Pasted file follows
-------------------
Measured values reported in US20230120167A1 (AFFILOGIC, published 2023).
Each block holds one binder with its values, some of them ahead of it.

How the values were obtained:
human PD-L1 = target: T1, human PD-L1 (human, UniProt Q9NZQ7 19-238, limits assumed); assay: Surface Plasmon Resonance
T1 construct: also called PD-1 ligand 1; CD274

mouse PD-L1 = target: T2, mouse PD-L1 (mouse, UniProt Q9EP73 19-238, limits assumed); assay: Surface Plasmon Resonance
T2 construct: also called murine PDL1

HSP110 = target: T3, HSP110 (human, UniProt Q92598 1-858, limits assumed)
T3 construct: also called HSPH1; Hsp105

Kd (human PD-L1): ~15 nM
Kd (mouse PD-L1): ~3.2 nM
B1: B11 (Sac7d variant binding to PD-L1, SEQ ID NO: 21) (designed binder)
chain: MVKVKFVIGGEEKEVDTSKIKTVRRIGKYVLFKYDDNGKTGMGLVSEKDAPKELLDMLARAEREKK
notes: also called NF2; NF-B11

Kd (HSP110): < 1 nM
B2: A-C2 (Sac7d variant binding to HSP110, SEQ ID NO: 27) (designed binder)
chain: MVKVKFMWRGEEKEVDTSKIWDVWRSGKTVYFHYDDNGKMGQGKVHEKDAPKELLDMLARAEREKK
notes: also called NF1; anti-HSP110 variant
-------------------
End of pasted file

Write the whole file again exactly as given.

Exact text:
Measured values reported in US20230120167A1 (AFFILOGIC, published 2023).
Each block holds one binder with its values, some of them ahead of it.

How the values were obtained:
human PD-L1 = target: T1, human PD-L1 (human, UniProt Q9NZQ7 19-238, limits assumed); assay: Surface Plasmon Resonance
T1 construct: also called PD-1 ligand 1; CD274

mouse PD-L1 = target: T2, mouse PD-L1 (mouse, UniProt Q9EP73 19-238, limits assumed); assay: Surface Plasmon Resonance
T2 construct: also called murine PDL1

HSP110 = target: T3, HSP110 (human, UniProt Q92598 1-858, limits assumed)
T3 construct: also called HSPH1; Hsp105

Kd (human PD-L1): ~15 nM
Kd (mouse PD-L1): ~3.2 nM
B1: B11 (Sac7d variant binding to PD-L1, SEQ ID NO: 21) (designed binder)
chain: MVKVKFVIGGEEKEVDTSKIKTVRRIGKYVLFKYDDNGKTGMGLVSEKDAPKELLDMLARAEREKK
notes: also called NF2; NF-B11

Kd (HSP110): < 1 nM
B2: A-C2 (Sac7d variant binding to HSP110, SEQ ID NO: 27) (designed binder)
chain: MVKVKFMWRGEEKEVDTSKIWDVWRSGKTVYFHYDDNGKMGQGKVHEKDAPKELLDMLARAEREKK
notes: also called NF1; anti-HSP110 variant